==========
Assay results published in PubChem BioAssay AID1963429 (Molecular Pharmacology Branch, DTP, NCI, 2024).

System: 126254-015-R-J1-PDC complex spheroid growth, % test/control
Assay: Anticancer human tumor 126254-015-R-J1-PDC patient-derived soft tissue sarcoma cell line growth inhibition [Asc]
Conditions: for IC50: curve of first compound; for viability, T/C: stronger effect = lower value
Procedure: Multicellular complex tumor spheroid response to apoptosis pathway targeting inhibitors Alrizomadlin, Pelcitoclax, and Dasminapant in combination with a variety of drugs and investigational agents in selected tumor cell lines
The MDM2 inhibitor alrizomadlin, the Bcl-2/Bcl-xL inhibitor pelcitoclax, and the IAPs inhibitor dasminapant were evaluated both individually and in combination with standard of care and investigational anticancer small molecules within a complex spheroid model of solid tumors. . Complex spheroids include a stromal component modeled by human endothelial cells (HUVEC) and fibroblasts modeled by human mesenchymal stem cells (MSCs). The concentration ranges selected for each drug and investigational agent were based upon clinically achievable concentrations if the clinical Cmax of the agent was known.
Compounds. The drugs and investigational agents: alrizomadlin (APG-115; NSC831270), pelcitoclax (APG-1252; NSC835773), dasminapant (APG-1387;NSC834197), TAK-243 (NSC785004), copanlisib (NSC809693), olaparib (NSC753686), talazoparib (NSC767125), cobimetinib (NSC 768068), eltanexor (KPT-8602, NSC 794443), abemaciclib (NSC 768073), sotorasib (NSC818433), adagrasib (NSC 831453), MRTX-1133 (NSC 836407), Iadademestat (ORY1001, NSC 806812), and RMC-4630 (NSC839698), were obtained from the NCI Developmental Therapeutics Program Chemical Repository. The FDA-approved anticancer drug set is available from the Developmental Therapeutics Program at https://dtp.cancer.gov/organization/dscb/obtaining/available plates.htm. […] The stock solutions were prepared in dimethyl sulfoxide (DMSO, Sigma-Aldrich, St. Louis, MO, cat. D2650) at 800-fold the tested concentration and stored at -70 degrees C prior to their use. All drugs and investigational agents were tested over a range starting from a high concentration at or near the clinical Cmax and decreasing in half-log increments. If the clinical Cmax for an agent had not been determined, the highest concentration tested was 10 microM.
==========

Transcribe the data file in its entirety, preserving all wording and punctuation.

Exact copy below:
Assay results published in PubChem BioAssay AID1963429 (Molecular Pharmacology Branch, DTP, NCI, 2024).

System: 126254-015-R-J1-PDC complex spheroid growth, % test/control
Assay: Anticancer human tumor 126254-015-R-J1-PDC patient-derived soft tissue sarcoma cell line growth inhibition [Asc]
Conditions: for IC50: curve of first compound; for viability, T/C: stronger effect = lower value
Procedure: Multicellular complex tumor spheroid response to apoptosis pathway targeting inhibitors Alrizomadlin, Pelcitoclax, and Dasminapant in combination with a variety of drugs and investigational agents in selected tumor cell lines
The MDM2 inhibitor alrizomadlin, the Bcl-2/Bcl-xL inhibitor pelcitoclax, and the IAPs inhibitor dasminapant were evaluated both individually and in combination with standard of care and investigational anticancer small molecules within a complex spheroid model of solid tumors. . Complex spheroids include a stromal component modeled by human endothelial cells (HUVEC) and fibroblasts modeled by human mesenchymal stem cells (MSCs). The concentration ranges selected for each drug and investigational agent were based upon clinically achievable concentrations if the clinical Cmax of the agent was known.
Compounds. The drugs and investigational agents: alrizomadlin (APG-115; NSC831270), pelcitoclax (APG-1252; NSC835773), dasminapant (APG-1387;NSC834197), TAK-243 (NSC785004), copanlisib (NSC809693), olaparib (NSC753686), talazoparib (NSC767125), cobimetinib (NSC 768068), eltanexor (KPT-8602, NSC 794443), abemaciclib (NSC 768073), sotorasib (NSC818433), adagrasib (NSC 831453), MRTX-1133 (NSC 836407), Iadademestat (ORY1001, NSC 806812), and RMC-4630 (NSC839698), were obtained from the NCI Developmental Therapeutics Program Chemical Repository. The FDA-approved anticancer drug set is available from the Developmental Therapeutics Program at https://dtp.cancer.gov/organization/dscb/obtaining/available plates.htm. […] The stock solutions were prepared in dimethyl sulfoxide (DMSO, Sigma-Aldrich, St. Louis, MO, cat. D2650) at 800-fold the tested concentration and stored at -70 degrees C prior to their use. All drugs and investigational agents were tested over a range starting from a high concentration at or near the clinical Cmax and decreasing in half-log increments. If the clinical Cmax for an agent had not been determined, the highest concentration tested was 10 microM.